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Support your child in his or her homework

22 Jan 2016

support homework

Create a positive home-learning environment and experience for your child

As parents, you can help your child to understand his/her responsibilities towards homework.

Purpose of Homework

Homework reinforces your child’s learning, helps him/her cultivate good study habits, and informs the teachers’ on his/her progress so that timely feedback and support can be given. 

Effective use of homework can help your child to:
  • deepen his/her understanding of lessons taught; 
  • allow him/her to regularly practise, and apply skills and concepts learnt in class; and
  • have greater ownership and responsibility for independent learning. 
Homework can also provide you with: 
  • timely information on the learning progress of your child; and
  • opportunity to be involved in your child’s learning

Supporting Your Child

As parents, you can help your child to understand his/her responsibilities towards homework. He/she should:

  • understand the purpose of homework and what is expected of him/her;
  • keep track of homework instructions and deadlines;
  • manage time well to ensure that homework is completed and submitted on time (e.g. prioritise homework appropriately so that it is not left till late at night);
  • give his/her best effort in completing homework; and
  • review feedback from teachers on homework submitted. 

Optimal Amount of Homework

Research shows that time spent on homework should be responsive to students’ age and development. The beliefs that ‘the more homework, the better’ and the ‘more difficult the questions, the better’ are not sound approaches. In fact, providing too much or too difficult homework could be detrimental to your child’s attitude and motivation towards learning and deny him the time and opportunity for more holistic development. Therefore, while time spent on homework is generally helpful to academic development up to a point, too much can bring about adverse effects.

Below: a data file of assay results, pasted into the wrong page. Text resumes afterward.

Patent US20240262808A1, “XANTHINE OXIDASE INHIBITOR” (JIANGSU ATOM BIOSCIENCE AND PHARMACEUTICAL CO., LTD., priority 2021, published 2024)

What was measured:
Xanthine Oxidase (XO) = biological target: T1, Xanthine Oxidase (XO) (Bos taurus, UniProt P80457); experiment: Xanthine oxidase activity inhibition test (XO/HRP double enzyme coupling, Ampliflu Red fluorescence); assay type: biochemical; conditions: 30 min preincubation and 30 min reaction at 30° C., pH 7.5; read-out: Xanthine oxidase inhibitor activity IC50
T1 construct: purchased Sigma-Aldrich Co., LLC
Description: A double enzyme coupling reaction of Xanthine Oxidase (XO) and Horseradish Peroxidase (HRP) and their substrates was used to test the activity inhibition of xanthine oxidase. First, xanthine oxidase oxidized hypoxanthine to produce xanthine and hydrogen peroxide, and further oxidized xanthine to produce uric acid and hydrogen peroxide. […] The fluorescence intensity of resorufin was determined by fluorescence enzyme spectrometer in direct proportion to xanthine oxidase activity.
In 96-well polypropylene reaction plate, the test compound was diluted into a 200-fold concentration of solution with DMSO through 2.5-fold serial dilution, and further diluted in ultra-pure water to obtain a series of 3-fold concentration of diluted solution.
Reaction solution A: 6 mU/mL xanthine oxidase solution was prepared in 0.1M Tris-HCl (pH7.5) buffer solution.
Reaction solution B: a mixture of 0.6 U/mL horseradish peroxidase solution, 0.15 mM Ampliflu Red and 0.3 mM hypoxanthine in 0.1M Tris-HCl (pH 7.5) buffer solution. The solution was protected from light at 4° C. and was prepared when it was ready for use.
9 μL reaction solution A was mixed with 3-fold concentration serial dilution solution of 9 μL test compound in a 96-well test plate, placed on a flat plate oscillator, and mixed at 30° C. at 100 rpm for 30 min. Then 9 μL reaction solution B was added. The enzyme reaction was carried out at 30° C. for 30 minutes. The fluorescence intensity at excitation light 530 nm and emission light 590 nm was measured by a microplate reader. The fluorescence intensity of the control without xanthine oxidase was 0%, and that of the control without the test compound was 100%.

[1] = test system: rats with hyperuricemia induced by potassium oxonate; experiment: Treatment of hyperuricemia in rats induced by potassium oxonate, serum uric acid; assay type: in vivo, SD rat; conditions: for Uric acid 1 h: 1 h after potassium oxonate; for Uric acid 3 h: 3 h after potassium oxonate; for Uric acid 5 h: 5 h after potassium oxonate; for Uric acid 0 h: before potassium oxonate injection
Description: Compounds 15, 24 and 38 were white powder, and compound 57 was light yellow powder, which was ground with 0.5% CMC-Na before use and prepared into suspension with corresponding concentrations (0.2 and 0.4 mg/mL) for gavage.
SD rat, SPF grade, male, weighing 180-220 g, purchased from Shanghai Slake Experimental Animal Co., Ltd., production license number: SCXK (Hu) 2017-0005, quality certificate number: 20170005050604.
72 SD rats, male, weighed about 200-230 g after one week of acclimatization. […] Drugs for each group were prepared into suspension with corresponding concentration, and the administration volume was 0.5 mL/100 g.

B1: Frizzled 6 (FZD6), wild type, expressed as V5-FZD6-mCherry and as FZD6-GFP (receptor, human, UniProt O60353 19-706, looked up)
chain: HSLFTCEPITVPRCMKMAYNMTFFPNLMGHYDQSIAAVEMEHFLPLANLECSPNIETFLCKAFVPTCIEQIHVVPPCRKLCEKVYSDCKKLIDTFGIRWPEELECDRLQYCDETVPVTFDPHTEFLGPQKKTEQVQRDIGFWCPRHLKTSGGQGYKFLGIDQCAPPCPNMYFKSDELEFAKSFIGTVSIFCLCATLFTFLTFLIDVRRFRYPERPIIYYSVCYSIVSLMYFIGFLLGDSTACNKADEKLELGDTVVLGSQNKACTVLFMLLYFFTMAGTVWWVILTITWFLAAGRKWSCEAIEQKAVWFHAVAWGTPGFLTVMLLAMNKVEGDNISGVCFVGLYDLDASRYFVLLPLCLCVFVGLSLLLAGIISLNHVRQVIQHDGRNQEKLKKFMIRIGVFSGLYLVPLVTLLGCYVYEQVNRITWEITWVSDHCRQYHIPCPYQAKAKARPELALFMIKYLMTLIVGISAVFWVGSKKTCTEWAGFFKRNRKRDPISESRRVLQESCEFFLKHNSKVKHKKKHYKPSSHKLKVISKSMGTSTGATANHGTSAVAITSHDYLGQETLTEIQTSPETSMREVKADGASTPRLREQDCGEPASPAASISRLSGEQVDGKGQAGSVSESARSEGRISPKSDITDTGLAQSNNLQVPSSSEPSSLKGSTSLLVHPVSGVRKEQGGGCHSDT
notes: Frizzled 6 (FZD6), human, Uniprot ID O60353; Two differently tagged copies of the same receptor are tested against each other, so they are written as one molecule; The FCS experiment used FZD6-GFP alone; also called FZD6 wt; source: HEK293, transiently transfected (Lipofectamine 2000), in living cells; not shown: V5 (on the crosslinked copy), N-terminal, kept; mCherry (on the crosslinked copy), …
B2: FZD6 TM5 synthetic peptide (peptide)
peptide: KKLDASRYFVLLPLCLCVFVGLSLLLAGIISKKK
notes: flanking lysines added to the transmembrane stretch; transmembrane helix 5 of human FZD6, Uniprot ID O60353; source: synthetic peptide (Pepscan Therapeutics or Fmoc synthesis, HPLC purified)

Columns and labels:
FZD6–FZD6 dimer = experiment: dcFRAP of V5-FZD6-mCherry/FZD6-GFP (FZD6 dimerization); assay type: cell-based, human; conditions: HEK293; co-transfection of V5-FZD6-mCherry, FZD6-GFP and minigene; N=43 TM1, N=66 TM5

As such, it may not be beneficial for your child to complete additional worksheets and assessment papers beyond what is assigned by the school (e.g. from tuition, assessment books and practice papers). For the holistic development of the child, parents and educators alike must bear in mind that children need a balanced life with time for family bonding, social activities, hobbies and rest. They need time to participate in other activities that inculcate important life skills.